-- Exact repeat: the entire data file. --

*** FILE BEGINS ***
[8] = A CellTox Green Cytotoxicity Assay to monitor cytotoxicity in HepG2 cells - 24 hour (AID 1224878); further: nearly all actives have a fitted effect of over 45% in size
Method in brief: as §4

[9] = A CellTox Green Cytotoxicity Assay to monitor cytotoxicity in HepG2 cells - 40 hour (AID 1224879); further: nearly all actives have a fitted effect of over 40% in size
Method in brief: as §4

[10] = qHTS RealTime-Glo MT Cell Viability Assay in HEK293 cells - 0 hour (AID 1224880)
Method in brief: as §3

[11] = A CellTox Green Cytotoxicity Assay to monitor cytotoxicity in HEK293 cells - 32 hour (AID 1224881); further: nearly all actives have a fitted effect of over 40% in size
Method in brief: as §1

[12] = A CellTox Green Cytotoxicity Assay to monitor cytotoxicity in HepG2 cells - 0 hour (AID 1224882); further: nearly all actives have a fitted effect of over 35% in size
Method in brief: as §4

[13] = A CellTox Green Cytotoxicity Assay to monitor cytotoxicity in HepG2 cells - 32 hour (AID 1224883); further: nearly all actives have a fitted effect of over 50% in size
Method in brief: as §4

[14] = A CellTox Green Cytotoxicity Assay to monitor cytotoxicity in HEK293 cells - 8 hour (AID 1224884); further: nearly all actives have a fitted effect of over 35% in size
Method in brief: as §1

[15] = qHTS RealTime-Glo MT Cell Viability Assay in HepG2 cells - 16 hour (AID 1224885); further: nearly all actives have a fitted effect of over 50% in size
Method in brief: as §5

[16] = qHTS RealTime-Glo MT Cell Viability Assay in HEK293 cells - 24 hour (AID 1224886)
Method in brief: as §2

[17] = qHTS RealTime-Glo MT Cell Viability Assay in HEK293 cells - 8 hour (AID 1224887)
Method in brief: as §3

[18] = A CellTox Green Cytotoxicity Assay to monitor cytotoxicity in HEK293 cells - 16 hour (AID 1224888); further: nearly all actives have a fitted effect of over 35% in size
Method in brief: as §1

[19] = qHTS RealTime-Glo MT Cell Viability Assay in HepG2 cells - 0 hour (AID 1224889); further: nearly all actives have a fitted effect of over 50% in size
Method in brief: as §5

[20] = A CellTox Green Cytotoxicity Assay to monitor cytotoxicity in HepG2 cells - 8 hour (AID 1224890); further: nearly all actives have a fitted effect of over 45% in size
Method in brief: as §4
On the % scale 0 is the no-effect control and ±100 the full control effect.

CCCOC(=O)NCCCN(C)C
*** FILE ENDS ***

[8] = A CellTox Green Cytotoxicity Assay to monitor cytotoxicity in HepG2 cells - 24 hour (AID 1224878); further: nearly all actives have a fitted effect of over 45% in size
Method in brief: as §4

[9] = A CellTox Green Cytotoxicity Assay to monitor cytotoxicity in HepG2 cells - 40 hour (AID 1224879); further: nearly all actives have a fitted effect of over 40% in size
Method in brief: as §4

[10] = qHTS RealTime-Glo MT Cell Viability Assay in HEK293 cells - 0 hour (AID 1224880)
Method in brief: as §3

[11] = A CellTox Green Cytotoxicity Assay to monitor cytotoxicity in HEK293 cells - 32 hour (AID 1224881); further: nearly all actives have a fitted effect of over 40% in size
Method in brief: as §1

[12] = A CellTox Green Cytotoxicity Assay to monitor cytotoxicity in HepG2 cells - 0 hour (AID 1224882); further: nearly all actives have a fitted effect of over 35% in size
Method in brief: as §4

[13] = A CellTox Green Cytotoxicity Assay to monitor cytotoxicity in HepG2 cells - 32 hour (AID 1224883); further: nearly all actives have a fitted effect of over 50% in size
Method in brief: as §4

[14] = A CellTox Green Cytotoxicity Assay to monitor cytotoxicity in HEK293 cells - 8 hour (AID 1224884); further: nearly all actives have a fitted effect of over 35% in size
Method in brief: as §1

[15] = qHTS RealTime-Glo MT Cell Viability Assay in HepG2 cells - 16 hour (AID 1224885); further: nearly all actives have a fitted effect of over 50% in size
Method in brief: as §5

[16] = qHTS RealTime-Glo MT Cell Viability Assay in HEK293 cells - 24 hour (AID 1224886)
Method in brief: as §2

[17] = qHTS RealTime-Glo MT Cell Viability Assay in HEK293 cells - 8 hour (AID 1224887)
Method in brief: as §3

[18] = A CellTox Green Cytotoxicity Assay to monitor cytotoxicity in HEK293 cells - 16 hour (AID 1224888); further: nearly all actives have a fitted effect of over 35% in size
Method in brief: as §1

[19] = qHTS RealTime-Glo MT Cell Viability Assay in HepG2 cells - 0 hour (AID 1224889); further: nearly all actives have a fitted effect of over 50% in size
Method in brief: as §5

[20] = A CellTox Green Cytotoxicity Assay to monitor cytotoxicity in HepG2 cells - 8 hour (AID 1224890); further: nearly all actives have a fitted effect of over 45% in size
Method in brief: as §4
On the % scale 0 is the no-effect control and ±100 the full control effect.

CCCOC(=O)NCCCN(C)C